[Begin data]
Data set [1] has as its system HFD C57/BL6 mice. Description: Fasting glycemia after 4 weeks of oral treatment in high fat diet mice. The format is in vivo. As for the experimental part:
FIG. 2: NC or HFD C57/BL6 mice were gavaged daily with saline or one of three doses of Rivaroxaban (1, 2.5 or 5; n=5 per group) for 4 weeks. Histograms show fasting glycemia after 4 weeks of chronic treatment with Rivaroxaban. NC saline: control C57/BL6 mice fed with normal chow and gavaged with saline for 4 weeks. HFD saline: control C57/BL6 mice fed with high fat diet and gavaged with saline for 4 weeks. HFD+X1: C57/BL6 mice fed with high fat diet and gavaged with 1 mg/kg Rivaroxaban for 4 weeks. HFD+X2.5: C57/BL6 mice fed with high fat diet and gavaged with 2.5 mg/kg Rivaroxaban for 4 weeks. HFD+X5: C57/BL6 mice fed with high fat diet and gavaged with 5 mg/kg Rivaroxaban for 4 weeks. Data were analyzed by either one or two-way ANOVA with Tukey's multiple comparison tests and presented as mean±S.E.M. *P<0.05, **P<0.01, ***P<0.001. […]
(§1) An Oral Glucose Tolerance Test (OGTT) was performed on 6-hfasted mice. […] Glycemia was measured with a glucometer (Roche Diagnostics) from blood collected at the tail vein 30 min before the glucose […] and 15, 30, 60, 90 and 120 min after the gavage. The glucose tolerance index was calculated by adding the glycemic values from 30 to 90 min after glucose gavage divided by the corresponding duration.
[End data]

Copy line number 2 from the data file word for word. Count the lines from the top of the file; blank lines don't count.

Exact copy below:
FIG. 2: NC or HFD C57/BL6 mice were gavaged daily with saline or one of three doses of Rivaroxaban (1, 2.5 or 5; n=5 per group) for 4 weeks. Histograms show fasting glycemia after 4 weeks of chronic treatment with Rivaroxaban. NC saline: control C57/BL6 mice fed with normal chow and gavaged with saline for 4 weeks. HFD saline: control C57/BL6 mice fed with high fat diet and gavaged with saline for 4 weeks. HFD+X1: C57/BL6 mice fed with high fat diet and gavaged with 1 mg/kg Rivaroxaban for 4 weeks. HFD+X2.5: C57/BL6 mice fed with high fat diet and gavaged with 2.5 mg/kg Rivaroxaban for 4 weeks. HFD+X5: C57/BL6 mice fed with high fat diet and gavaged with 5 mg/kg Rivaroxaban for 4 weeks. Data were analyzed by either one or two-way ANOVA with Tukey's multiple comparison tests and presented as mean±S.E.M. *P<0.05, **P<0.01, ***P<0.001. […]